Dropping the Bomb
On August 6, 1945, the United States dropped an atomic bomb on Hiroshima, Japan. A second atomic bomb was dropped on Nagasaki on August 9. The unprecedented devastation these bombs caused brought the war to a sudden climax. This exhibit will cover the immediate effects of the bombs as well as introduce visitors to the unending debate over the morality of using these new and terrifying weapons.
Experiencing the horror caused by the atomic bombs and faced with the additional threat posed by the Soviet declaration of war on August 8, Emperor Hirohito conceded defeat. The Japanese government agreed to surrender under the terms of the Potsdam Declaration issued by Allies, and victory over Japan was secured aboard the USS Missouri in Tokyo Bay on September 2, 1945. This exhibit will cover these final events that brought World War II to a close.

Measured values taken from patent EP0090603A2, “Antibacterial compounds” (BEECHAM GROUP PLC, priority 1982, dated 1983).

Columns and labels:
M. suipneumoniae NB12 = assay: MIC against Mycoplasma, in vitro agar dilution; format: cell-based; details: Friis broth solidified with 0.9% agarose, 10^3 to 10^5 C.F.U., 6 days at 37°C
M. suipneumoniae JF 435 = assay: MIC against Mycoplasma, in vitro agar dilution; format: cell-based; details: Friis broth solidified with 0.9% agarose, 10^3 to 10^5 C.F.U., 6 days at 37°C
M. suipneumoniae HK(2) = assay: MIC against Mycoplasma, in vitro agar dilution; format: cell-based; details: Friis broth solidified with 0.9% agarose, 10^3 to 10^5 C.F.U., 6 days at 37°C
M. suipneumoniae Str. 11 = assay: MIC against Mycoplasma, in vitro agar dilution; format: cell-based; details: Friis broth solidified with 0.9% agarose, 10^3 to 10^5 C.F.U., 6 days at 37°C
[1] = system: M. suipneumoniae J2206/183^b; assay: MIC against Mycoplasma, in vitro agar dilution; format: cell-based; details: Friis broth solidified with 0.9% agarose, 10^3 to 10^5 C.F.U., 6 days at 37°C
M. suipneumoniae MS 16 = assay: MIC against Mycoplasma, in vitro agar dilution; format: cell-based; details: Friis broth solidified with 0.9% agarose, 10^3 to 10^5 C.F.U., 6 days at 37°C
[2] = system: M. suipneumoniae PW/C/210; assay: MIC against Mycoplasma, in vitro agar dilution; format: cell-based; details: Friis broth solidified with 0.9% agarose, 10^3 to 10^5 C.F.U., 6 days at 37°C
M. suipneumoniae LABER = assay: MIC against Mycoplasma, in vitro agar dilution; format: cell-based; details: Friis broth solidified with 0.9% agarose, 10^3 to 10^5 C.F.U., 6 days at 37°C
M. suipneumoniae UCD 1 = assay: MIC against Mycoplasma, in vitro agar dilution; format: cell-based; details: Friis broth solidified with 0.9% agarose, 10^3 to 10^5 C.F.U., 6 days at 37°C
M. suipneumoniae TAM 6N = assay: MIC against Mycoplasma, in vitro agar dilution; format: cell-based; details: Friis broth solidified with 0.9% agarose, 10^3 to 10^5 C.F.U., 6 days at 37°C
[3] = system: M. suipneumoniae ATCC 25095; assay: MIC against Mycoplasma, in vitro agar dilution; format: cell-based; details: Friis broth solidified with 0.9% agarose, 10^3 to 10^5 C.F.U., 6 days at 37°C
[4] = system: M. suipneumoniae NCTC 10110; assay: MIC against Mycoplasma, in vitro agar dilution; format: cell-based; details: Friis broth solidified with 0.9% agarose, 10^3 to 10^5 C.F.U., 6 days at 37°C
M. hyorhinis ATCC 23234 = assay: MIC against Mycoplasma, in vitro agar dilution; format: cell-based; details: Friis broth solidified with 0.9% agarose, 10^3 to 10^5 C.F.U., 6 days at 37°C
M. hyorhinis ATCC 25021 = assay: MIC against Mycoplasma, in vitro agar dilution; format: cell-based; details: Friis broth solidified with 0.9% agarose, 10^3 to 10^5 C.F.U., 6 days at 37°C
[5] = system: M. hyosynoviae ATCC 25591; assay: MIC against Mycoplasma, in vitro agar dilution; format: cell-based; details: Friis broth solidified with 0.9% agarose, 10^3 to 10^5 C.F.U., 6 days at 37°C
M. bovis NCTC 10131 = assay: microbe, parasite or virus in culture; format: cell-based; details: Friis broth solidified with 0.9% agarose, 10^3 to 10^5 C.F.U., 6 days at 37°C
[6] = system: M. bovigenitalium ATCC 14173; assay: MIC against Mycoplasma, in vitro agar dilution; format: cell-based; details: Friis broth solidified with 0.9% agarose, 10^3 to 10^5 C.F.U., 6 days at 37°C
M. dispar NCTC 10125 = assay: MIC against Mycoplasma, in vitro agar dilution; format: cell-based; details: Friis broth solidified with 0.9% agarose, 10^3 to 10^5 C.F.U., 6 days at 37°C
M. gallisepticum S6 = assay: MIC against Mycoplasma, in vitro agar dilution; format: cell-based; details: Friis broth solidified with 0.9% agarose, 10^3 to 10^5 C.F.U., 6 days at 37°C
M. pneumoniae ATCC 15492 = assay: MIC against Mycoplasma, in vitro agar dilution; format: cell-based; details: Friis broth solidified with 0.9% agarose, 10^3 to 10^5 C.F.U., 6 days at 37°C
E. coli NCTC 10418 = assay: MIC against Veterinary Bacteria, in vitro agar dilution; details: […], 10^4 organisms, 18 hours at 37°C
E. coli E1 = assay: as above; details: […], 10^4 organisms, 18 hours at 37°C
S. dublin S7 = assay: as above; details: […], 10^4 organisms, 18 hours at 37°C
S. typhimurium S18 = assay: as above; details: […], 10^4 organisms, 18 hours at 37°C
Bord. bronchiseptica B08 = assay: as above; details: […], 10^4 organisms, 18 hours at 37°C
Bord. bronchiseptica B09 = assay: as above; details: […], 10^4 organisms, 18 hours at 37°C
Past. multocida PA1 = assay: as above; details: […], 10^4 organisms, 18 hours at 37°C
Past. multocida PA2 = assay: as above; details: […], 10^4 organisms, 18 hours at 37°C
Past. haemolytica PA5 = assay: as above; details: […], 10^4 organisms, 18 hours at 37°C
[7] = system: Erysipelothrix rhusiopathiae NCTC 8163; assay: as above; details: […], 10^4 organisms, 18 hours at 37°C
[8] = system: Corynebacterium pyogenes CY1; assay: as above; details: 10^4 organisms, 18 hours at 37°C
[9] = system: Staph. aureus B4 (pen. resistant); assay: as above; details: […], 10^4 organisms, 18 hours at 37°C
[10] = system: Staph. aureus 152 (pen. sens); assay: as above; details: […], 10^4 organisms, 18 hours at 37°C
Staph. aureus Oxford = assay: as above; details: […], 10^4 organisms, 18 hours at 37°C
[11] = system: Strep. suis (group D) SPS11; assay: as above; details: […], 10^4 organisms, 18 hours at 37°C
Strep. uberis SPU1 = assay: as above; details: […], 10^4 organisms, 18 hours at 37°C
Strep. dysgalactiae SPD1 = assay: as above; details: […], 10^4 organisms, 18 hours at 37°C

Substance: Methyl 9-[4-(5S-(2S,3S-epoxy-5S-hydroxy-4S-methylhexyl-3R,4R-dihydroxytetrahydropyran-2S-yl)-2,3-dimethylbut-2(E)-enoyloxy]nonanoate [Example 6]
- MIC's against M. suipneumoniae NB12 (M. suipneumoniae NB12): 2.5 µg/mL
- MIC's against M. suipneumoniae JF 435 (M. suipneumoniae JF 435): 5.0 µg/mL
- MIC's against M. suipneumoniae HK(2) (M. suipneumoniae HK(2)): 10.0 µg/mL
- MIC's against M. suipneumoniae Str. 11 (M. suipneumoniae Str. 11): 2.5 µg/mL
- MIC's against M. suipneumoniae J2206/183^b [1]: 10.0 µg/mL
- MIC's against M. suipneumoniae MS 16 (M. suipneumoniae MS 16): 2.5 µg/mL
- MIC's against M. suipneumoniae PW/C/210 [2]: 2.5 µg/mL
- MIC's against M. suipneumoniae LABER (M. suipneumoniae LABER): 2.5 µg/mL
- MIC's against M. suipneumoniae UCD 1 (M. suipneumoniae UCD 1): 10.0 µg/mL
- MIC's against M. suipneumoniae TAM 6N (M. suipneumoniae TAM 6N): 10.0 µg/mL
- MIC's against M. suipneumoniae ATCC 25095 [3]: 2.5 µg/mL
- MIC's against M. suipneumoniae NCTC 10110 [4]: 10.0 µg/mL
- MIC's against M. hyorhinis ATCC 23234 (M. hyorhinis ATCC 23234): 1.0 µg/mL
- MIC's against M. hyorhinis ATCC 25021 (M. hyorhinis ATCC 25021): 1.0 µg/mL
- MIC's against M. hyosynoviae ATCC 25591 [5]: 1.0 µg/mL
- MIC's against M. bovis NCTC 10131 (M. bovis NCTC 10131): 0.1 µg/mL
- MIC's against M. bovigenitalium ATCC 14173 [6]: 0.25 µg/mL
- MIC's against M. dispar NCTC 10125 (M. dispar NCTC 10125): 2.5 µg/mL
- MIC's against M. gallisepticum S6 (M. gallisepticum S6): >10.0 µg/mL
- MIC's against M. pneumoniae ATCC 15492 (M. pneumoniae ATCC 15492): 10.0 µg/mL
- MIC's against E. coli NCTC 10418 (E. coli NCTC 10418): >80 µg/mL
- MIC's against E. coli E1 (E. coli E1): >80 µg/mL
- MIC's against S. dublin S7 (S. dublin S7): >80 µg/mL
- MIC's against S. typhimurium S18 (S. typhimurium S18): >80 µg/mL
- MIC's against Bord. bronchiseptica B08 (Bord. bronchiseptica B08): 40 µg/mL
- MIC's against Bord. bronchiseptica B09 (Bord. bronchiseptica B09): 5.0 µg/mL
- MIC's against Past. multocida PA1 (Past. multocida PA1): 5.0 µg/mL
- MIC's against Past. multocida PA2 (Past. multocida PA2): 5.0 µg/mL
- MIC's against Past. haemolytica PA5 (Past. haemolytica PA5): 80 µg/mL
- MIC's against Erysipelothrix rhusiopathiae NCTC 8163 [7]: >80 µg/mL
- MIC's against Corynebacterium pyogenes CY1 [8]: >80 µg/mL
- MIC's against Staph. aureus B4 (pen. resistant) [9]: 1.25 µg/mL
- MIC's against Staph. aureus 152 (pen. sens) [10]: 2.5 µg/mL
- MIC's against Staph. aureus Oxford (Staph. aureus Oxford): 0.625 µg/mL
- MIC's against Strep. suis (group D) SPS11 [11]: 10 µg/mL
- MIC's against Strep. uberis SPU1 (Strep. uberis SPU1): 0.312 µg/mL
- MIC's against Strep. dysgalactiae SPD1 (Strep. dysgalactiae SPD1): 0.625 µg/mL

The Surrender exhibit has been made possible through a generous gift by the Ashner Family Evergreen Foundation in honor of John “Slew” McCain Sr., Admiral US Navy and John “Jack” McCain Jr., Admiral US Navy.
Susan and Michael Ashner
Donor Spotlight: Ashner Family Evergreen Foundation
The Ashner Family Evergreen Foundation was founded 12 years ago by Museum Trustee Michael Ashner and his wife Susan to better coordinate their philanthropic efforts. Michael and Susan are both from South New Jersey. Michael grew up in Margate and Susan in Pleasantville.
The Ashners have been involved with the Museum since 2011, when friends Ginny and former board member David Knott mentioned to them that there was The National WWII Museum in New Orleans. David shared stories of his involvement, and asked Michael if he too wanted to become involved with the Museum. Shortly after their discussion Michael took on a leadership role, joining David on the Board of Trustees.